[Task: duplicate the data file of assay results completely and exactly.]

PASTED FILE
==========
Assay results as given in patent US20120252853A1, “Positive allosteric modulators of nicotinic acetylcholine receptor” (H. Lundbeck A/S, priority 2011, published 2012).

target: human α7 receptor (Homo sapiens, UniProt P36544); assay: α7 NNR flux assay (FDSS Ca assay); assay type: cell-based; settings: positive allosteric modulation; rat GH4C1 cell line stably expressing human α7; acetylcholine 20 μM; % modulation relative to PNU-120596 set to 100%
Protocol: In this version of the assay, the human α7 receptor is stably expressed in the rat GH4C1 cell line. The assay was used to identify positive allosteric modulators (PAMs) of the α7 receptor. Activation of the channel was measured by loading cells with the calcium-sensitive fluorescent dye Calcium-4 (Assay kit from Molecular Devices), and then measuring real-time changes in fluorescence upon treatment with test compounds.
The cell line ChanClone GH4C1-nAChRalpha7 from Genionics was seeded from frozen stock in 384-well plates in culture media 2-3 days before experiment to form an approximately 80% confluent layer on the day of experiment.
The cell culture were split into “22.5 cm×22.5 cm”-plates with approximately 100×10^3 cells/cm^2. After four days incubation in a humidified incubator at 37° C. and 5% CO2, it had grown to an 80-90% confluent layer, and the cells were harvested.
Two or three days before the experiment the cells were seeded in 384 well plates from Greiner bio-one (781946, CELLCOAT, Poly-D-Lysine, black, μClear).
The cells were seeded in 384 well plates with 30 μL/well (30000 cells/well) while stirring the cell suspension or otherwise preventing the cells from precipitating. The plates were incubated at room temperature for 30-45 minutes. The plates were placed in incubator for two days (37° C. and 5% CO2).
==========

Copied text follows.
Assay results as given in patent US20120252853A1, “Positive allosteric modulators of nicotinic acetylcholine receptor” (H. Lundbeck A/S, priority 2011, published 2012).

target: human α7 receptor (Homo sapiens, UniProt P36544); assay: α7 NNR flux assay (FDSS Ca assay); assay type: cell-based; settings: positive allosteric modulation; rat GH4C1 cell line stably expressing human α7; acetylcholine 20 μM; % modulation relative to PNU-120596 set to 100%
Protocol: In this version of the assay, the human α7 receptor is stably expressed in the rat GH4C1 cell line. The assay was used to identify positive allosteric modulators (PAMs) of the α7 receptor. Activation of the channel was measured by loading cells with the calcium-sensitive fluorescent dye Calcium-4 (Assay kit from Molecular Devices), and then measuring real-time changes in fluorescence upon treatment with test compounds.
The cell line ChanClone GH4C1-nAChRalpha7 from Genionics was seeded from frozen stock in 384-well plates in culture media 2-3 days before experiment to form an approximately 80% confluent layer on the day of experiment.
The cell culture were split into “22.5 cm×22.5 cm”-plates with approximately 100×10^3 cells/cm^2. After four days incubation in a humidified incubator at 37° C. and 5% CO2, it had grown to an 80-90% confluent layer, and the cells were harvested.
Two or three days before the experiment the cells were seeded in 384 well plates from Greiner bio-one (781946, CELLCOAT, Poly-D-Lysine, black, μClear).
The cells were seeded in 384 well plates with 30 μL/well (30000 cells/well) while stirring the cell suspension or otherwise preventing the cells from precipitating. The plates were incubated at room temperature for 30-45 minutes. The plates were placed in incubator for two days (37° C. and 5% CO2).